ADMISSIONS: Zoned, neighborhood school. Overcrowding means there is a kindergarten waitlist some years. PS 8 students are guaranteed admission to the middle school but there is room for upwards of 15 students from outside the school. The admissions is "limited unscreened," meaning that priority is given to students who attend an open house. (Pamela Wheaton, May 2016)

About the students

Enrollment
947
Asian
6.1%
Black
13.4%
Hispanic
11.5%
White
61.6%
Other
7.4%
Free or reduced priced lunch
15%
Students with disabilities
15%
English language learners
3%

About the school

Shared campus?
No
This school is in its own building.
Uniforms required?
No
How crowded? (Full is 100%)
105%
Citywide Average Key
This school is Better Near Worse than the citywide average

Attendance

Average daily attendance
95%
94% Citywide Average
How many students are chronically absent?
10%
19% Citywide Average

Is this school safe?

How many teachers say order and discipline are maintained at this school?
97%
75% Citywide Average
How many students think bullying happens most or all of the time at this school?
20%
25% Citywide Average
How many students say they feel safe in the hallways, bathrooms and locker rooms?
82%
85% Citywide Average
How many teachers say their students are safe outside around this school?
100%
84% Citywide Average
How many students say most students treat each other with respect?
44%
46% Citywide Average

About the leadership

Years of principal experience at this school
13.2
6.4 Citywide Average
How many teachers say the principal is an effective manager?
97%
79% Citywide Average
How many teachers say the principal has a clear vision for this school?
93%
86% Citywide Average
How many teachers trust the principal?
100%
79% Citywide Average

About the teachers

How many teachers have 3 or more years of experience teaching?
77%
78% Citywide Average
Teacher attendance
97%
96% Citywide Average
How many teachers say they would recommend this school to other families?
100%
79% Citywide Average
How many teachers think the staff collaborate to make this school run effectively?
100%
85% Citywide Average

Do parents like the school?

How many parents responded to the school survey?
44%
59% Citywide Average
How many parents say they are invited to visit classrooms?
66%
79% Citywide Average
How many parents say this school offers enough courses, activities and services to keep their children interested in school?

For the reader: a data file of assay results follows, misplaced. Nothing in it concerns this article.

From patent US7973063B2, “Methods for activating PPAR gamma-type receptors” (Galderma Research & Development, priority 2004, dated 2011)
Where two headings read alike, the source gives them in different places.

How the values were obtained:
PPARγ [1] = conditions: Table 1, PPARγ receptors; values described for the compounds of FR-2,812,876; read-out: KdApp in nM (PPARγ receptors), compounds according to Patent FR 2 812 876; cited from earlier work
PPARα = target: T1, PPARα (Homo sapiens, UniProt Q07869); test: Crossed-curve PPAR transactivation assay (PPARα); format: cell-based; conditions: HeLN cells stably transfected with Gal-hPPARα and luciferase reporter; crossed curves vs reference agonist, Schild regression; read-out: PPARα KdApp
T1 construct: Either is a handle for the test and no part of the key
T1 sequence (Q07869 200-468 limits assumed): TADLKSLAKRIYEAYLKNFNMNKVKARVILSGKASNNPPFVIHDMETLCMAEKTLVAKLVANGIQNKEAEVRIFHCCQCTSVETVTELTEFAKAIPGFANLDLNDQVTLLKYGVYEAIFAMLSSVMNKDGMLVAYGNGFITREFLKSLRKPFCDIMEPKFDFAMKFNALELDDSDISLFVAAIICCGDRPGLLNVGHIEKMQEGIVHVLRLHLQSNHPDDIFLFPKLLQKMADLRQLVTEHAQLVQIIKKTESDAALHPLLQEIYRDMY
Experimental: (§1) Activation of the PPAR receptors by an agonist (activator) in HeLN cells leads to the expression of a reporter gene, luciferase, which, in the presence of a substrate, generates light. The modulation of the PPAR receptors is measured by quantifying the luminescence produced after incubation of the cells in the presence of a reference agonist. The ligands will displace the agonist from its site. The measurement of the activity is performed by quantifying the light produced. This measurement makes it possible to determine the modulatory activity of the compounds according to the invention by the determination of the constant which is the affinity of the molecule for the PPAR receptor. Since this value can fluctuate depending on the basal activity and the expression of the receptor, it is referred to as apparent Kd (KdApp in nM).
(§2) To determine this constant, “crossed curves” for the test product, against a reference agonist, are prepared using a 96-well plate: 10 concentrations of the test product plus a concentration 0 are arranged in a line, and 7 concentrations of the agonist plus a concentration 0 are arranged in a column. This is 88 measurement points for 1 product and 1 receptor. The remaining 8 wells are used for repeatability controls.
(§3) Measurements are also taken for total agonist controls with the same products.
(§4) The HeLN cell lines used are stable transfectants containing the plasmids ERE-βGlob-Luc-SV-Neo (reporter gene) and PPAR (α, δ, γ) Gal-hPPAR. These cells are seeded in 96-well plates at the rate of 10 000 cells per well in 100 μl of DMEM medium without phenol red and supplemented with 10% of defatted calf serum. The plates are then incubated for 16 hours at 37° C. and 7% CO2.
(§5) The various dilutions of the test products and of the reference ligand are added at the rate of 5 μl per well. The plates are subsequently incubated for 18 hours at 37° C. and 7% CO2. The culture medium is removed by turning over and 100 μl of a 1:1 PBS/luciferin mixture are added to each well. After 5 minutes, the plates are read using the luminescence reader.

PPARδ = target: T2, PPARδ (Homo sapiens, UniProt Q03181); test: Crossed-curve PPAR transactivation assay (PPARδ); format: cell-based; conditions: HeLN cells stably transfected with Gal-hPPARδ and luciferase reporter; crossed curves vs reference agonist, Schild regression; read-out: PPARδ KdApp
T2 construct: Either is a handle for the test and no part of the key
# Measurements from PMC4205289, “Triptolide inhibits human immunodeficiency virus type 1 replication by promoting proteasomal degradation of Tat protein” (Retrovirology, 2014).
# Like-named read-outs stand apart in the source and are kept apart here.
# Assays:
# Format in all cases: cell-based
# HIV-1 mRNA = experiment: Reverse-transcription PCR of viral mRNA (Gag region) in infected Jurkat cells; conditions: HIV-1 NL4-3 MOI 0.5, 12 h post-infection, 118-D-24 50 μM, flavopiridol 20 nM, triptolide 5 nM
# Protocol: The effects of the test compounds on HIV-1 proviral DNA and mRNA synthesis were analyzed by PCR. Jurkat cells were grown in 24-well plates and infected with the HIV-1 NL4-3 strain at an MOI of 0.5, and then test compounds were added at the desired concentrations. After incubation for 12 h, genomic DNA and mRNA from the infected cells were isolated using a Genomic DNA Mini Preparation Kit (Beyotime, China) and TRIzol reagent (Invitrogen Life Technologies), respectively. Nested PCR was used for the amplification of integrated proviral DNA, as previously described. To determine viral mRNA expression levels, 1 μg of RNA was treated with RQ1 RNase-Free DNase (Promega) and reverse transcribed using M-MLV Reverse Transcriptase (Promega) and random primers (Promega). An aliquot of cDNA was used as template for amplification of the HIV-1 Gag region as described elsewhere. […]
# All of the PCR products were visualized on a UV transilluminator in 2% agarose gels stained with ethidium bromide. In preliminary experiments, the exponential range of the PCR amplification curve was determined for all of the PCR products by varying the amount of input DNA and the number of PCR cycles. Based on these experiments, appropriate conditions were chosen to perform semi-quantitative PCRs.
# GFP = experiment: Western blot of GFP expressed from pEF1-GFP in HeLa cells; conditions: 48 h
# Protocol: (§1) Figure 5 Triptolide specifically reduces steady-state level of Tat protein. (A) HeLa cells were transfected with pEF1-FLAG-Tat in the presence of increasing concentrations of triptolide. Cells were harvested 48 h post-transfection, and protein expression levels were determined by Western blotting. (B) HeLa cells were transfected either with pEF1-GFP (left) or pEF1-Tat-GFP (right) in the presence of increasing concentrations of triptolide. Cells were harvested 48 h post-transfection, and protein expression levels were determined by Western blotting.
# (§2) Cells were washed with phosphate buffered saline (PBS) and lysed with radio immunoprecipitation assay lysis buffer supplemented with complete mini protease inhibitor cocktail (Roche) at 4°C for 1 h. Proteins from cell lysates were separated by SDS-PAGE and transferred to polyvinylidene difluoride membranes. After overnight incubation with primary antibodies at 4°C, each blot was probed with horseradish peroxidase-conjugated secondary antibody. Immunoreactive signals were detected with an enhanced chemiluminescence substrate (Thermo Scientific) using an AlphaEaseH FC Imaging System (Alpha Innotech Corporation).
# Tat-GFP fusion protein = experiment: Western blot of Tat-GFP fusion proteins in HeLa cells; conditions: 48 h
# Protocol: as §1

88%
84% Citywide Average
Citywide Average Key
This school is Better Near Worse than the citywide average

Test scores

How many students scored 3-4 on the state math exam?
64%
39% Citywide Average
How many students scored 3-4 on the state ELA exam?
70%
40% Citywide Average

Engaging curriculum?

How many students say this school offers enough programs, classes and activities to keep them interested?
65%
72% Citywide Average
How many students say they are challenged in most or all of their classes?
37%
55% Citywide Average
How many students say the programs, classes and activities here encourage them to develop talent outside academics?
54%
70% Citywide Average

Are students prepared for high school?

Accelerated courses offered for high school credit
Algebra I
How many 8th graders earn high school credit?
77%
28% Citywide Average
How many graduates of this school pass all their classes in 9th grade?
87%
87% Citywide Average
What high schools do most graduates attend?
Midwood HS
Citywide Average Key
This school is Better Near Worse than the citywide average

How does this school serve English Language Learners?

How many English language learners score 3-4 on the State ELA exam?
14%
7% Citywide Average
How many former English language learners score 3-4 on the State ELA exam?
0%
18% Citywide Average

How does this school serve students with disabilities?

This school offers self-contained classes
This school offers team teaching (ICT)
Average math score for ICT students
1.63
1.9 Citywide Average
Average math score for self-contained students
2.53
2.2 Citywide Average
Average ELA score for ICT students
1.81
1.9 Citywide Average
Average ELA score for self-contained students
2.64
2.2 Citywide Average
Average math score for SETSS students
2.61
2.3 Citywide Average
Average ELA score for SETSS students
2.48
2.3 Citywide Average
How many students say that students with disabilities are included in all activities?
84%
69% Citywide Average
How many parents of students with disabilities say this school offers enough activities and services for their children's needs?
74%
84% Citywide Average
How many parents of students with disabilities say this school works to achive the goals of their students' IEPs?
90%
89% Citywide Average
How many parents of students with disabilities say they are satisfied with the IEP development process at this school?
79%
87% Citywide Average
For more information about our data sources, see About Our Data